2. #2

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    Donald Trump, look out.

    De Niro is a loyal New Yorker. It's nice to see that he is so involved with his neighborhood.

  3. #3

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    DeNiro is a model celebrity community member. He recently rescued the Screening Room, a film theater/restaurant on Varick St near the Holland Tunnel exit, that was foreced to close.

    Years ago, the restaurant owners on Greenwich St were trying to stop plans to narrow the street between Chambers and Hubert. The street was wide to accomodate the loading docks of the old produce market. About 3 lanes would be removed, and the sidewalk expanded, and dozens of trees planted. The restaurant owners argued that the narrowing would cause traffic problems in the neighborhood, but what it was really about was limos double and triple parked, while their passengers had dinner.

    DeNiro was new to the neighborhood, and had opened his own Tribeca Grill. The owners enlisted his aid, thinking he would be on their side. Instead, he sided with the community.

    I think I read this in the Tribeca Trib: A woman didn't know how to react when DeNiro spoke to her on the street. He scolded her for not curbing her dog. :P

  4. #4

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    Quote Originally Posted by ZippyTheChimp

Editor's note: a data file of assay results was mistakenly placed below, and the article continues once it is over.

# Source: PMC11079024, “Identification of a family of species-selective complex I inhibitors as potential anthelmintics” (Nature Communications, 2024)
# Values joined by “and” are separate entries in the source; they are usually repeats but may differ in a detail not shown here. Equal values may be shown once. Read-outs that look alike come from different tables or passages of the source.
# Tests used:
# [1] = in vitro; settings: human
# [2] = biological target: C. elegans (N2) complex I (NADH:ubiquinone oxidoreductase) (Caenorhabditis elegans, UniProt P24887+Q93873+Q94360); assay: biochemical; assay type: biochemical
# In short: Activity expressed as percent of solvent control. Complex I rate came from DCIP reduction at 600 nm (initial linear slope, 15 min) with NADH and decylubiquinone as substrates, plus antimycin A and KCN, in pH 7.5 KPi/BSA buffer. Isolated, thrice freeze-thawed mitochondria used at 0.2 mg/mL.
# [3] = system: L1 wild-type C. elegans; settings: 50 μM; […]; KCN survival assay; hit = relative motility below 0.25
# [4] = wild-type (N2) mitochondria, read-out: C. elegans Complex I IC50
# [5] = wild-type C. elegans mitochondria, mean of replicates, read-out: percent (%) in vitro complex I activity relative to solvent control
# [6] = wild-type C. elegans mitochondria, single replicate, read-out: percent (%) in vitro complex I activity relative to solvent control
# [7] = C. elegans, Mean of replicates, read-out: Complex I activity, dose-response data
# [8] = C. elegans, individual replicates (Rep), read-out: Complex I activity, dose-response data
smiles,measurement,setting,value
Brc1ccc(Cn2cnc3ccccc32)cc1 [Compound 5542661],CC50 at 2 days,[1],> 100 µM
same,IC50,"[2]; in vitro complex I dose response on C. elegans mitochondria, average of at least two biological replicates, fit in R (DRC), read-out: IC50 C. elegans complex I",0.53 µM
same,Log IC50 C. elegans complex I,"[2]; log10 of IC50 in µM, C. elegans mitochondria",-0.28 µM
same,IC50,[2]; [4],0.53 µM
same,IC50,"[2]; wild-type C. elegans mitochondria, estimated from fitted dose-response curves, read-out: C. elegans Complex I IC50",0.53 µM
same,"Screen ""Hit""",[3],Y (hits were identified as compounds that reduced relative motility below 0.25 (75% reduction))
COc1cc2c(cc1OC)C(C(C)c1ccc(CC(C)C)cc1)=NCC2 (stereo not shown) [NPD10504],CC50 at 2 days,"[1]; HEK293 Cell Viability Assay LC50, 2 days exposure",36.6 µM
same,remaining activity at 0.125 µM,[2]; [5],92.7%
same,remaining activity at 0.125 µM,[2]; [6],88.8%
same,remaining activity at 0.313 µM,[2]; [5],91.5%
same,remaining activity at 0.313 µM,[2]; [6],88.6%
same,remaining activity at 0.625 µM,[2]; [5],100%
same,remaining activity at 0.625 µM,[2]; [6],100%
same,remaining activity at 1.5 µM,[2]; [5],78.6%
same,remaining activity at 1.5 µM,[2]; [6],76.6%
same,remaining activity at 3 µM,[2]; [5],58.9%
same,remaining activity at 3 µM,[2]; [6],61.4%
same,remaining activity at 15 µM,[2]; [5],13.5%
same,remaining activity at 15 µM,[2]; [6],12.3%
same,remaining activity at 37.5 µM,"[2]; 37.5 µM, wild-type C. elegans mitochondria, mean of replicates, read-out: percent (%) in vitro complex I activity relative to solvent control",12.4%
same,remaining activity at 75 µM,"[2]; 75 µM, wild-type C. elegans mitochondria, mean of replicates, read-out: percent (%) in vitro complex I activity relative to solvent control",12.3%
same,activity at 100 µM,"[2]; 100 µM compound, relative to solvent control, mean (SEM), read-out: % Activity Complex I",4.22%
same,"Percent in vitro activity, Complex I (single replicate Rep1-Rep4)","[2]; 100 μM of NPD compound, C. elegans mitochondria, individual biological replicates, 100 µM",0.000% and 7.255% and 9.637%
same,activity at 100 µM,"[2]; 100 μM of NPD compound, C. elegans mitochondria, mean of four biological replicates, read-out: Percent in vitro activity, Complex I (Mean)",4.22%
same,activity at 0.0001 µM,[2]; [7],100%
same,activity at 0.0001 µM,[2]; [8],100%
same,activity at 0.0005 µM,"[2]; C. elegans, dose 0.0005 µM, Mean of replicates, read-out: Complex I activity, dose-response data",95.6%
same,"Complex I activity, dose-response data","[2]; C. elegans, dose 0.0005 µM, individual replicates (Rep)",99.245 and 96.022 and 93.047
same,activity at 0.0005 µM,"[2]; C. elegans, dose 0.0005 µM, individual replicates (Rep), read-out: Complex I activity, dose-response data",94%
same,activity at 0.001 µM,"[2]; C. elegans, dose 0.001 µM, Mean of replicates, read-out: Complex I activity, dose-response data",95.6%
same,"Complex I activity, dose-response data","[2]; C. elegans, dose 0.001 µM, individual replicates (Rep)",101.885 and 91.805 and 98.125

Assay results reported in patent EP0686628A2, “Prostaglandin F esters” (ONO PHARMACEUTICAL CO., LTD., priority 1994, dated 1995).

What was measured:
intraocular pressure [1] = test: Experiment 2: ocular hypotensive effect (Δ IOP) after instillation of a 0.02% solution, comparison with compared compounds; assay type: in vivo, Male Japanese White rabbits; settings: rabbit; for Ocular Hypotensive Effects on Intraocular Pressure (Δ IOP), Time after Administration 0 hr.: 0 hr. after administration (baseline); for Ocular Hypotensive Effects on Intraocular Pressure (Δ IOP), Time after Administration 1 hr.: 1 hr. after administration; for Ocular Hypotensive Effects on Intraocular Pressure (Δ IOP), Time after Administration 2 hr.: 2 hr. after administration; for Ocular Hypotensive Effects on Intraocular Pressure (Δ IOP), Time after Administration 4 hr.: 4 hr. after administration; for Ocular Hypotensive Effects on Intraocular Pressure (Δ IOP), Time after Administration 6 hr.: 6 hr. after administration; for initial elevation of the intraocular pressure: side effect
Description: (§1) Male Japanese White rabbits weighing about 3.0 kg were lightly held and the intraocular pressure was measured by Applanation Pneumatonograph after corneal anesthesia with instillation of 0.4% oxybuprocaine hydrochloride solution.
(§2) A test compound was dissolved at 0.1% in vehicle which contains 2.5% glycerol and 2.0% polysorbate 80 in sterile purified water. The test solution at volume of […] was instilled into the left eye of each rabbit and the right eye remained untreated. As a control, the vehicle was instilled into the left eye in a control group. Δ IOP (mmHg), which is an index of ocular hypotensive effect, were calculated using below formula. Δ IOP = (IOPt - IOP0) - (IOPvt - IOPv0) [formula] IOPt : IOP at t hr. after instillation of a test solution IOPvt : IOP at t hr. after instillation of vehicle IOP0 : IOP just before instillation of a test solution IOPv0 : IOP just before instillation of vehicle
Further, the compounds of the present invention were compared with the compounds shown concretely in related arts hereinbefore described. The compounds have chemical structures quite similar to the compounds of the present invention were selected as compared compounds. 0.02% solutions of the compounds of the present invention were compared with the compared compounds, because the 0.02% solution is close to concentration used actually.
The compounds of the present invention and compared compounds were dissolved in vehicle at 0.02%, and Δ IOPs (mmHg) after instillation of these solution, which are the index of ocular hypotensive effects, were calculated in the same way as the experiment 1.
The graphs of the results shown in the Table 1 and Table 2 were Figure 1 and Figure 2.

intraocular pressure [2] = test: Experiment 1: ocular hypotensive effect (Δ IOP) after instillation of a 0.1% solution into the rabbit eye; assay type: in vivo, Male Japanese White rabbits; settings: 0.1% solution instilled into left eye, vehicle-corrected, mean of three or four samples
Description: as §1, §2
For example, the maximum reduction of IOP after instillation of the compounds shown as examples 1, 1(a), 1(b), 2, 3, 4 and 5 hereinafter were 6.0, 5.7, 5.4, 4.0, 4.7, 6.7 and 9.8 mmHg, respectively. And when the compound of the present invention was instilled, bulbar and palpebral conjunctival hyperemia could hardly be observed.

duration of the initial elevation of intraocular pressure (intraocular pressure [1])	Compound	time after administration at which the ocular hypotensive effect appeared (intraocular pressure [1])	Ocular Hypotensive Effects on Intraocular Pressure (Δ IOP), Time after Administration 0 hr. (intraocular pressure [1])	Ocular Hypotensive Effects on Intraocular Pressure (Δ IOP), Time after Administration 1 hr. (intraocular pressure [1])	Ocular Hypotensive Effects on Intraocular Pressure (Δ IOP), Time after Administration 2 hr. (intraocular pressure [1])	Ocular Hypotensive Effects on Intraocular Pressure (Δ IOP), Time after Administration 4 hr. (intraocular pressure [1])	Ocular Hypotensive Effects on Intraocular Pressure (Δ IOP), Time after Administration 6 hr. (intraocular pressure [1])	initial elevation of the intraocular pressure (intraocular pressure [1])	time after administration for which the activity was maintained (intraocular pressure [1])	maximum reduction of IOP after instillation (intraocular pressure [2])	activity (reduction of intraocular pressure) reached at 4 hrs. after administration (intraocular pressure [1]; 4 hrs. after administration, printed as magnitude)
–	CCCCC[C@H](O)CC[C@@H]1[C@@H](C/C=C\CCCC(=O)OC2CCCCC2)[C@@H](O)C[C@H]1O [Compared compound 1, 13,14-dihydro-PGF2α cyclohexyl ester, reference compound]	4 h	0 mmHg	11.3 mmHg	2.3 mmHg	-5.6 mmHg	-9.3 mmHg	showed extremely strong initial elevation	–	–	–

I think I read this in the Tribeca Trib: A woman didn't know how to react when DeNiro spoke to her on the street. He scolded her for not curbing her dog. :P
    She should have looked at him and said, "You talkin' to me?"

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    116 Hudson Street
    Copyright 2003-2004 The Real Deal.

    ROBERT DE NIRO BACKS FANCY NEW TRIBECA CONDOS

    By MAX GROSS
    July 31, 2004

    NOW even Robert De Niro's gotten in on the luxury condo business.

    Staying true to his beloved TriBeCa (the two-time Academy Award-winner has been involved in the restaurants Tribeca Grill and Nobu, and he created the Tribeca Film Festival), he's now behind a new complex on Hudson Street.

    De Niro's newest project, a venture with AFC Realty Capital, is The Loft Residences at 116 Hudson St., a luxury condo venture that stretches across two buildings. One is an old, 19th-century landmark, the other is a still-unfinished, state-of-the-art, seven-story glass-and-steel residence.